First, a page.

While walking down the street or looking around the gym, it’s inevitable to see others looking at their wrists — chances are equally likely that they’re checking the time along with their daily step count or heart rate on their Fitbit.
Wearable fitness technology was ranked the top fitness trend of 2019 by the American College of Sports Medicine’s Health and Fitness Journal. Yet, while these trending devices can serve as initial motivators to get active, there are mixed opinions regarding their effectiveness in changing individuals’ habits for the long term.
“If people want to use them — and that’s the big ‘if’ — then it provides a self-monitoring tool,” said Jess Gorzelitz, a PhD candidate in the Department of Kinesiology who focuses on the physical activity habits of various populations.
If people think they’re not staying active or sitting too much, then one of the biggest advantages of this kind of technology is that they can get feedback on their natural tendencies, she added.
Natalie Hammer, a senior at the University of Wisconsin-Madison, started using a Fitbit about six months ago with the hope it would help her be more conscious of her health and exercise.
After she started wearing her Fitbit, Hammer was able to recognize that she felt better on days she was more active.
“I was super active without even realizing it,” she said. “It’s good to know that I can be active and healthy even doing small activities.”
Wearables are small devices that are either worn or attached to the body and can provide feedback on a variety of health or fitness measurements like steps, sleep or heart rate.
The technology is easily accessible — an abundance of products beyond well-known brands like Fitbit and Apple Watches exist to meet all individuals’ needs and budgets.
One-third of the global population use a mobile app or fitness tracking device to monitor their health, according to a 2016 study by Statista.
Wearables can provide both an incentive to get active and positive affirmation in one’s increased activity. While they’re frequently marketed as a motivator to get fit, it’s important to recognize that they’re only part of the process of being active.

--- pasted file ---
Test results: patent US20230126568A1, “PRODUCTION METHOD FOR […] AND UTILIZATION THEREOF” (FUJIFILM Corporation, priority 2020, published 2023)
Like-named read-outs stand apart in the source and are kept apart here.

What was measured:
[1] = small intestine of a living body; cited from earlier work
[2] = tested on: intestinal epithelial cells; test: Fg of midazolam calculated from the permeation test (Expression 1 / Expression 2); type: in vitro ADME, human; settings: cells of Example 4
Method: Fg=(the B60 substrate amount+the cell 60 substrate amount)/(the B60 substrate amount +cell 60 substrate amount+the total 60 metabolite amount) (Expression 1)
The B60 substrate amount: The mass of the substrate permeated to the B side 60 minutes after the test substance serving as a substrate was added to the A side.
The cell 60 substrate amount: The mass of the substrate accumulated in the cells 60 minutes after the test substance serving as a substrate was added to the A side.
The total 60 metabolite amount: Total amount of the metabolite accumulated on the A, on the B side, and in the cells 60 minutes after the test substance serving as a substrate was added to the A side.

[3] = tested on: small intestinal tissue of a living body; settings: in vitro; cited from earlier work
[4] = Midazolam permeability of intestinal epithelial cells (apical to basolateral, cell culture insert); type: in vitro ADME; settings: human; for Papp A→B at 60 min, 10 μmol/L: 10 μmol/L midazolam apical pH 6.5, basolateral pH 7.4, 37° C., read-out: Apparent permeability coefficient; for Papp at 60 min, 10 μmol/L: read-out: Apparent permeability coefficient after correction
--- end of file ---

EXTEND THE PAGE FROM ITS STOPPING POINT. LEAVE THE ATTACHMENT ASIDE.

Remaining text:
“People get really excited about a new technology and think it’s going to make them lose twenty pounds and it’s a super inflated expectation of what this small device can do,” Gorzelitz said. “Sometimes people fall off the wagon with wearing it because it’s not a cure-all.”
Thirty percent of users stop wearing their device after six months, and half of those who ever owned a wearable stopped using it entirely, according to a commercial study from 2014.
Hammer was already motivated to be active, but wearing her Fitbit was an additional push to regularly exercise.
“I know that sounds so stupid, but just kind of having that positive affirmation helped me see how much I was doing versus just laying down and watching Netflix. Like, ‘Oh you’re actually getting active,’” she shared.
While these trackers may be key to staying motivated toward being healthier, it’s not always enough to sustain new habits over time.
Wearables are a source of external motivation — people are motivated to reach a certain number of steps or an increased heart rate for a certain amount of time.